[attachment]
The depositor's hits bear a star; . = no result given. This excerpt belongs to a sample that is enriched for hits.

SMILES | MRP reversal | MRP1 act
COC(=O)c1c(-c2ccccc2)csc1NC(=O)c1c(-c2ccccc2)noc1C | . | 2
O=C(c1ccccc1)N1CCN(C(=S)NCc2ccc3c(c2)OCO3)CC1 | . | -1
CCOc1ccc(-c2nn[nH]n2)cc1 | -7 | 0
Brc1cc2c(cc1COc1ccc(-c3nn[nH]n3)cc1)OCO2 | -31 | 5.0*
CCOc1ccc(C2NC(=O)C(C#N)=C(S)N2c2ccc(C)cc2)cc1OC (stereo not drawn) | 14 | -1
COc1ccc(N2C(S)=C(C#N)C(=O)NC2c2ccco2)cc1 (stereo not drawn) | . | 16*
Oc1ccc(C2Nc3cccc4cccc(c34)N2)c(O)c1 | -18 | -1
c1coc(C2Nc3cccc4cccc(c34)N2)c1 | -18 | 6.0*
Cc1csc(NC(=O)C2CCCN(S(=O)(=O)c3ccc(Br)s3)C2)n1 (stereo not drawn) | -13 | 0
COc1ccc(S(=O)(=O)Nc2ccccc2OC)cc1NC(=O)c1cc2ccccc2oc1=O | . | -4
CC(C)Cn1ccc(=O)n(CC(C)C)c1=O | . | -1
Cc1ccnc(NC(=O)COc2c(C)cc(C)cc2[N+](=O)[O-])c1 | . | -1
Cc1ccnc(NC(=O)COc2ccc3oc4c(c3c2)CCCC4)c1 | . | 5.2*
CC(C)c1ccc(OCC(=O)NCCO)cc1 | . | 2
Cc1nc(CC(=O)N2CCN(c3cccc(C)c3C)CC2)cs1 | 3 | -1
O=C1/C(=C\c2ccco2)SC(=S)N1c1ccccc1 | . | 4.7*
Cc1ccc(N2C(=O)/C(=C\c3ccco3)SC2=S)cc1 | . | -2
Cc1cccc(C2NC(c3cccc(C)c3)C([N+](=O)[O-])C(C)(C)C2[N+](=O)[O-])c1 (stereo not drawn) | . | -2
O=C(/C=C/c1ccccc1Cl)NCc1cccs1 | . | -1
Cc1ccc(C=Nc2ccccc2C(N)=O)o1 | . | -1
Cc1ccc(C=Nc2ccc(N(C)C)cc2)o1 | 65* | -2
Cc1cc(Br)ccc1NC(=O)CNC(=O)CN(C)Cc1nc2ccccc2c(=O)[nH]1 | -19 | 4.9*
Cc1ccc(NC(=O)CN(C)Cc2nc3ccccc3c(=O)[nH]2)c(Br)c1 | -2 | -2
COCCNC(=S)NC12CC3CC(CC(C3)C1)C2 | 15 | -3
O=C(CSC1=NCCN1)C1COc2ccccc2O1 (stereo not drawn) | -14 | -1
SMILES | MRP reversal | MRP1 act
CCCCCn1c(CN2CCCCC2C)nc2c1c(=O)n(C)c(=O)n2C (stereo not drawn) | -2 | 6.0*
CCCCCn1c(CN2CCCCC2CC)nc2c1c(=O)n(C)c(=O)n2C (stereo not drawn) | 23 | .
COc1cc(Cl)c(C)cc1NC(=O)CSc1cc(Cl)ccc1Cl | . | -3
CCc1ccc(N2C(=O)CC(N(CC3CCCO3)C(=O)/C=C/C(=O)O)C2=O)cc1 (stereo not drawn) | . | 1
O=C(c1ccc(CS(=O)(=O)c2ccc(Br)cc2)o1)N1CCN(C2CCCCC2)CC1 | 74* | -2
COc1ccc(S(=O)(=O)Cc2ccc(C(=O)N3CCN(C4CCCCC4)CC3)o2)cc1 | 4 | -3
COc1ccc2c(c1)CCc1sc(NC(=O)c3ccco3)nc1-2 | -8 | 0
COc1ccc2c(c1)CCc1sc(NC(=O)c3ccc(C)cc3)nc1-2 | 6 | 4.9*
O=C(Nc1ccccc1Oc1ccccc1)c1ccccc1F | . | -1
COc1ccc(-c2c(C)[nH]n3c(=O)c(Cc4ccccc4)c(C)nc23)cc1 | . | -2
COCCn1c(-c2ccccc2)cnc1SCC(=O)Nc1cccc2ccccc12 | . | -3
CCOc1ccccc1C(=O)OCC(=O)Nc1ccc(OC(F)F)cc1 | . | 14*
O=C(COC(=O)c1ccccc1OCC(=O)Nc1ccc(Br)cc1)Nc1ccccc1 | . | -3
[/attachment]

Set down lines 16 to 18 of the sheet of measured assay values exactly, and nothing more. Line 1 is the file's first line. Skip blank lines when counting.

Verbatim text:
CC(C)c1ccc(OCC(=O)NCCO)cc1 | . | 2
Cc1nc(CC(=O)N2CCN(c3cccc(C)c3C)CC2)cs1 | 3 | -1
O=C1/C(=C\c2ccco2)SC(=S)N1c1ccccc1 | . | 4.7*